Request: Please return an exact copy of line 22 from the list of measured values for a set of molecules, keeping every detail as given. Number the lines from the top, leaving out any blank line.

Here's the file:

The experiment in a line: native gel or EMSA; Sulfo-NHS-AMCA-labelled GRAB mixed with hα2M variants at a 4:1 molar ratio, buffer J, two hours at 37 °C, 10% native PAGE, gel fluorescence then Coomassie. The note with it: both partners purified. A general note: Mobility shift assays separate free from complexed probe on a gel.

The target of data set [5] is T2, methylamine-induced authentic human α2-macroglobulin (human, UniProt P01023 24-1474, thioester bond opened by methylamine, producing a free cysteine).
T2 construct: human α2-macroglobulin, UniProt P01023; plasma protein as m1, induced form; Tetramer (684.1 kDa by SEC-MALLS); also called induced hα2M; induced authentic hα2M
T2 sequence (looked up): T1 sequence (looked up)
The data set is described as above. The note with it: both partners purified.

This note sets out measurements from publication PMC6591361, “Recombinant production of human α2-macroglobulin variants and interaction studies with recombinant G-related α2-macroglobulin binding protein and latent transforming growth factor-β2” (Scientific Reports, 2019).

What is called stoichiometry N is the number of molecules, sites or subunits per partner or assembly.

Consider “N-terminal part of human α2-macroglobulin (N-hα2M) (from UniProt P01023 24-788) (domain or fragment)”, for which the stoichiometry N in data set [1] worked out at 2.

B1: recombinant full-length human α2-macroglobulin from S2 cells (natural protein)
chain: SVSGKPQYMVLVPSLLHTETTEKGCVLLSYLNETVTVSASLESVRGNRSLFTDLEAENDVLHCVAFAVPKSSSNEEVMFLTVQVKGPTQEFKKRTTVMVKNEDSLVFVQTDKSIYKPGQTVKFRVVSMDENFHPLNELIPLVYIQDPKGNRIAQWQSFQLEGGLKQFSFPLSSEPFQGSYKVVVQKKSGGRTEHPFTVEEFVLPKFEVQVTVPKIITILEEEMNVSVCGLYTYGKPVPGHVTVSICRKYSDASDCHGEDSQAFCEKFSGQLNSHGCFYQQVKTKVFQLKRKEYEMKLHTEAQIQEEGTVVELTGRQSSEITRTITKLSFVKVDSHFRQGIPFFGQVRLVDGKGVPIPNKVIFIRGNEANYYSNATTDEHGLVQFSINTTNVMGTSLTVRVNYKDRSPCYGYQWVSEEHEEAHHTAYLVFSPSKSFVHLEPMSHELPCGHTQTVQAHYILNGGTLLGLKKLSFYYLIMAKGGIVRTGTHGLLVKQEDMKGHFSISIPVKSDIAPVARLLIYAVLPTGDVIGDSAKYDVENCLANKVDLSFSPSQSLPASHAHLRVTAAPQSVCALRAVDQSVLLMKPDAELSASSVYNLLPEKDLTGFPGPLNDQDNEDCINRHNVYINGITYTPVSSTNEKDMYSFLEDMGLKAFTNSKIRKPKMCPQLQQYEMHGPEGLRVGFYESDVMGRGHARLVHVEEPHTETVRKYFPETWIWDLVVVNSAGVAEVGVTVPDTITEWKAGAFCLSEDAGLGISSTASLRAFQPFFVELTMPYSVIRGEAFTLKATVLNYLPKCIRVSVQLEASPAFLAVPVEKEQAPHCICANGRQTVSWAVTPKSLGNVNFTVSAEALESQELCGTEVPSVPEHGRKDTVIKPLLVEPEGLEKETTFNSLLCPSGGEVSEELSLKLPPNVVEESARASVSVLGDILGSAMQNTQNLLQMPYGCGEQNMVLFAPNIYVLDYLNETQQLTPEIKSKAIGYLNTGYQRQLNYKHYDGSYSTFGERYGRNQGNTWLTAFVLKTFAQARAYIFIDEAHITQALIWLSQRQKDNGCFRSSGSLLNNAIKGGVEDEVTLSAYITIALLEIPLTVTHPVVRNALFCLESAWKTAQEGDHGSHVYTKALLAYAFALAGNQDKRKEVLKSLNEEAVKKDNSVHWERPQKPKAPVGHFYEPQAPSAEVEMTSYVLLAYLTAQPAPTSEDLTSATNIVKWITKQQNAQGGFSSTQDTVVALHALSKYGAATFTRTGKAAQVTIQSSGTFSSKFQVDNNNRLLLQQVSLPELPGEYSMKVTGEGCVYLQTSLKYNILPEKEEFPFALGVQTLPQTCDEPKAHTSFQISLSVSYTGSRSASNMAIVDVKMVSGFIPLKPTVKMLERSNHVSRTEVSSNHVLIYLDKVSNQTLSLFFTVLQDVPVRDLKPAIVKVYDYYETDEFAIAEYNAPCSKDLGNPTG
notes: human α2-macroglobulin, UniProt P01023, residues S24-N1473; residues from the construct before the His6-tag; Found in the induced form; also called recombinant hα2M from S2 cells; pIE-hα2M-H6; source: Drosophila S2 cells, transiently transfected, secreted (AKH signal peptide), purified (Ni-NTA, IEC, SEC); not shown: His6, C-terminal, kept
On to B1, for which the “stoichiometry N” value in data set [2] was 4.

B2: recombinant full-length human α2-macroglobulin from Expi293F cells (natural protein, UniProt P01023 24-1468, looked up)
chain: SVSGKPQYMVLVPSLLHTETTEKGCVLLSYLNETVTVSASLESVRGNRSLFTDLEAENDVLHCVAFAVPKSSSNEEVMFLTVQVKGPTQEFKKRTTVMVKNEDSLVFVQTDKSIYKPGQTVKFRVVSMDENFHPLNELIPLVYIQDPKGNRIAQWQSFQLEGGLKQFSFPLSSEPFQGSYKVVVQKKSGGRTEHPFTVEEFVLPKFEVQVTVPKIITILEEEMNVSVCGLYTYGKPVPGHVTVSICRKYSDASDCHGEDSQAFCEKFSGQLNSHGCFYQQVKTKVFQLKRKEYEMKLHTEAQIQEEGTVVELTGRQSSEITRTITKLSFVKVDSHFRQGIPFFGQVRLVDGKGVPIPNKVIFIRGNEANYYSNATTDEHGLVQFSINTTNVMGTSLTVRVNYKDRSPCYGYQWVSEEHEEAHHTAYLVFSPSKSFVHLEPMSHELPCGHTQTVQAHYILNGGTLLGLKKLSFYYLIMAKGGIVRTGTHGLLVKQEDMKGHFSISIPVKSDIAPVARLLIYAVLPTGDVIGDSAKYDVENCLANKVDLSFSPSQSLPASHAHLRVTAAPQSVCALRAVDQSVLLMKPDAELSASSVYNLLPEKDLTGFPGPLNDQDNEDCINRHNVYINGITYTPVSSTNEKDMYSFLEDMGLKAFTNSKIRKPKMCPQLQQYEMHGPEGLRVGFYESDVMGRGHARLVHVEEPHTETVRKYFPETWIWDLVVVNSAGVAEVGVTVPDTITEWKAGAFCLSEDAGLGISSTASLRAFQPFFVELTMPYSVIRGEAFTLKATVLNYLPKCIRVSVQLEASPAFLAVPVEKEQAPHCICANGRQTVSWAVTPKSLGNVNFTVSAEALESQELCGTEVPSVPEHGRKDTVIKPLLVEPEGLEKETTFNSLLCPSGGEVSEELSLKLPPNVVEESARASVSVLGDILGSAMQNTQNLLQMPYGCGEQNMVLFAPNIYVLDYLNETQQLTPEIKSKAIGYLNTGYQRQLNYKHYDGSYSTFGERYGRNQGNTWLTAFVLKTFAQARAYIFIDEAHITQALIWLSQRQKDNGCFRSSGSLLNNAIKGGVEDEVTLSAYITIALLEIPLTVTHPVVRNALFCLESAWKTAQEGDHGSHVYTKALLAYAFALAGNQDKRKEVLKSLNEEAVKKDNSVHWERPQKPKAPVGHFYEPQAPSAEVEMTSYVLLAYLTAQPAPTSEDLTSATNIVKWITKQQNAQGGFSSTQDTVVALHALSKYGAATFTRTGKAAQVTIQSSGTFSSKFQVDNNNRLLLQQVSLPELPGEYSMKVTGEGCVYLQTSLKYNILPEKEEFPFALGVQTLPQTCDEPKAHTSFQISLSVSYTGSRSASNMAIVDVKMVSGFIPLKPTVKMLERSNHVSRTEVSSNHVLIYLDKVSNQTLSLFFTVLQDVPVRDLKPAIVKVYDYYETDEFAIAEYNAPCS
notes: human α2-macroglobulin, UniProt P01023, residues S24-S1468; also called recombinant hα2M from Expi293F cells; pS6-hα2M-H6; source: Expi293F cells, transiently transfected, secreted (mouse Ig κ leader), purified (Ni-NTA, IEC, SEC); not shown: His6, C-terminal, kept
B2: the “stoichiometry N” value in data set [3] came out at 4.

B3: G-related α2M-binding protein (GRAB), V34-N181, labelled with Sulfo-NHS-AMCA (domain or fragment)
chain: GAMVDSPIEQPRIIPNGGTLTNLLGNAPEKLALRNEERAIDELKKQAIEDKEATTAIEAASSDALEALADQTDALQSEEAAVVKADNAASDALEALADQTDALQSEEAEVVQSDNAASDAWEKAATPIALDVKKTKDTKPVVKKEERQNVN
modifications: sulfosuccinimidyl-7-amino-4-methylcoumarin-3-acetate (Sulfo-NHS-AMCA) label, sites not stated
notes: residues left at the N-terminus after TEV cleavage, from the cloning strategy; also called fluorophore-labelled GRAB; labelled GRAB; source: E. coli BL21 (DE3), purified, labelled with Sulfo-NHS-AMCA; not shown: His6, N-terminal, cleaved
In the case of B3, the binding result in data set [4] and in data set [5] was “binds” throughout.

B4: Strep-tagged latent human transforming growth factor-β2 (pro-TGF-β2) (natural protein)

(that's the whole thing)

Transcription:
B4: Strep-tagged latent human transforming growth factor-β2 (pro-TGF-β2) (natural protein)